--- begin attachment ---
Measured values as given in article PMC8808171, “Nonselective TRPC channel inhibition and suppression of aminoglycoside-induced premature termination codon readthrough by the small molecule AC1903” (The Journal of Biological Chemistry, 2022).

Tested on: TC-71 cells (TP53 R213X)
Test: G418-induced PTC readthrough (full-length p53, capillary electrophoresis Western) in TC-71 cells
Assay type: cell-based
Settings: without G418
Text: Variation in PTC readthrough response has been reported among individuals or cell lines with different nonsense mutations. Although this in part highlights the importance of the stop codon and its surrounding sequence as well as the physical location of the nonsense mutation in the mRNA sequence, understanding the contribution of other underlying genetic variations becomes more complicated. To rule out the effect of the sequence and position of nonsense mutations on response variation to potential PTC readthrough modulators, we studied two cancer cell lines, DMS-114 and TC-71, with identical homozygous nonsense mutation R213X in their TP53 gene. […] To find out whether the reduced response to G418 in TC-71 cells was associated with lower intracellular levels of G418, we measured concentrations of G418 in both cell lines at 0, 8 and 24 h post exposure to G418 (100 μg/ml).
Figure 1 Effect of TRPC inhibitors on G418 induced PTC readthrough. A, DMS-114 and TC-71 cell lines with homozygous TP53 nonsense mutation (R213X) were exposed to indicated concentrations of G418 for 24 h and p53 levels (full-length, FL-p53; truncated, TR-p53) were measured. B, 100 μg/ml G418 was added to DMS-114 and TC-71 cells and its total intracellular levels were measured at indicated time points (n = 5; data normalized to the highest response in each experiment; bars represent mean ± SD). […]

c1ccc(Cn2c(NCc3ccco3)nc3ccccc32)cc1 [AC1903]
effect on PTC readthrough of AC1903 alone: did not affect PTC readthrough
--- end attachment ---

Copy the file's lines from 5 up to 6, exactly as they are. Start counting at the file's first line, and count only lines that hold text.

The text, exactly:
Settings: without G418
Text: Variation in PTC readthrough response has been reported among individuals or cell lines with different nonsense mutations. Although this in part highlights the importance of the stop codon and its surrounding sequence as well as the physical location of the nonsense mutation in the mRNA sequence, understanding the contribution of other underlying genetic variations becomes more complicated. To rule out the effect of the sequence and position of nonsense mutations on response variation to potential PTC readthrough modulators, we studied two cancer cell lines, DMS-114 and TC-71, with identical homozygous nonsense mutation R213X in their TP53 gene. […] To find out whether the reduced response to G418 in TC-71 cells was associated with lower intracellular levels of G418, we measured concentrations of G418 in both cell lines at 0, 8 and 24 h post exposure to G418 (100 μg/ml).